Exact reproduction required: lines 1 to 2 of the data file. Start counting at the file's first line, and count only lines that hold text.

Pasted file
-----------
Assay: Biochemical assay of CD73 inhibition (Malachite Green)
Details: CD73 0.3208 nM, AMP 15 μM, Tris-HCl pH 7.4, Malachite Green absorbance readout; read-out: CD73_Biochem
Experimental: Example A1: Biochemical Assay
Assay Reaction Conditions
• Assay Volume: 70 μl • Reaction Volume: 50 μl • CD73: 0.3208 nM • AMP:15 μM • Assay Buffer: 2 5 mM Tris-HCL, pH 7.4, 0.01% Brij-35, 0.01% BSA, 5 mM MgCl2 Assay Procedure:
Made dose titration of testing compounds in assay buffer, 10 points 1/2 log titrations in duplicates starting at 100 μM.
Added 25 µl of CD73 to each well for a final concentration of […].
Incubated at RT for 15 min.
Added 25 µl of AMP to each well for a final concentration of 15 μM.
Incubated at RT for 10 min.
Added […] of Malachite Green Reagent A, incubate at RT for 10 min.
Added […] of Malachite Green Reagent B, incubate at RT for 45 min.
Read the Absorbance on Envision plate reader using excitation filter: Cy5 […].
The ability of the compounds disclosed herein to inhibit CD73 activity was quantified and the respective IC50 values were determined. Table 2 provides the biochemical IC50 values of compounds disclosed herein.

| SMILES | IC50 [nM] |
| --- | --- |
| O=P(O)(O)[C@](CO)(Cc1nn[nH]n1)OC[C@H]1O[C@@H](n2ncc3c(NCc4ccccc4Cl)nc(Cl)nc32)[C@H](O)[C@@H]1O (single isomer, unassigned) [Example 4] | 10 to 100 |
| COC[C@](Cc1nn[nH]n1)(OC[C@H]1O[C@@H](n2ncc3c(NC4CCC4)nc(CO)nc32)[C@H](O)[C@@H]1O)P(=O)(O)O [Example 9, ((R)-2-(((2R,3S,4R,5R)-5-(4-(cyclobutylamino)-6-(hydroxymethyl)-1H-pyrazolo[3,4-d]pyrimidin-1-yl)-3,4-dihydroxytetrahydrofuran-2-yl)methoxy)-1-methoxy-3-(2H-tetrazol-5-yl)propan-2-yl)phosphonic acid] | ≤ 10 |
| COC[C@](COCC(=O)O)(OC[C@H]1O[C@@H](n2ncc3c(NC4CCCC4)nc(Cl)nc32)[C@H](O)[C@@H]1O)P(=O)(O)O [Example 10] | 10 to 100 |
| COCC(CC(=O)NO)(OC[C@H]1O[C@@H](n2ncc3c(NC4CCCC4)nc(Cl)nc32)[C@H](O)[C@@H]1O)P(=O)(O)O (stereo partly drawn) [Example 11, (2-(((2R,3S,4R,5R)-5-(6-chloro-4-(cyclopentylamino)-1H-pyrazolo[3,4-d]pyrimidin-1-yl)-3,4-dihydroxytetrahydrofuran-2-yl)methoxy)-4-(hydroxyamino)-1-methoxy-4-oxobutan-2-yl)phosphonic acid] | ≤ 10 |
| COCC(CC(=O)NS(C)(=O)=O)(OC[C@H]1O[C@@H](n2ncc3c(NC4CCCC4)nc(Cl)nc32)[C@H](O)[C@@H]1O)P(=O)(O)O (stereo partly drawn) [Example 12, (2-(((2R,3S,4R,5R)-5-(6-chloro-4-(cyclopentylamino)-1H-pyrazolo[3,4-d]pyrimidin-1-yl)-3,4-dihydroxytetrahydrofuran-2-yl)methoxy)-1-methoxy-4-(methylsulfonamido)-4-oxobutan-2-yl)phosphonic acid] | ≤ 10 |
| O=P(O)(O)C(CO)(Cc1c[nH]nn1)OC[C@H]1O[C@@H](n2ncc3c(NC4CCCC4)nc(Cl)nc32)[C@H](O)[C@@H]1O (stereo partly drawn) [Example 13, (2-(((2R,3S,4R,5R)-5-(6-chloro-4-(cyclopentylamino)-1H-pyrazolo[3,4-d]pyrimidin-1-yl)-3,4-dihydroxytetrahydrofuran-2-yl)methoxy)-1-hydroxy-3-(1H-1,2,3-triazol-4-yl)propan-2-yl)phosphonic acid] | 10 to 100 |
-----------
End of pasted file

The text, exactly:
Assay: Biochemical assay of CD73 inhibition (Malachite Green)
Details: CD73 0.3208 nM, AMP 15 μM, Tris-HCl pH 7.4, Malachite Green absorbance readout; read-out: CD73_Biochem